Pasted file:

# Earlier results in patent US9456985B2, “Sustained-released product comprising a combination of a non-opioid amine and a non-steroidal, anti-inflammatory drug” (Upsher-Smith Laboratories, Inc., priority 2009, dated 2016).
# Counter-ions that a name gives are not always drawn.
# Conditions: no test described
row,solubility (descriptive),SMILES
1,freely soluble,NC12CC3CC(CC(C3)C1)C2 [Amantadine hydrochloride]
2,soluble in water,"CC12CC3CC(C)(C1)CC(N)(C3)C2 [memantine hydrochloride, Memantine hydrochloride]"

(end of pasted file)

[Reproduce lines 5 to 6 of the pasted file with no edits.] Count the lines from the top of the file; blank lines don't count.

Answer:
1,freely soluble,NC12CC3CC(CC(C3)C1)C2 [Amantadine hydrochloride]
2,soluble in water,"CC12CC3CC(C)(C1)CC(N)(C3)C2 [memantine hydrochloride, Memantine hydrochloride]"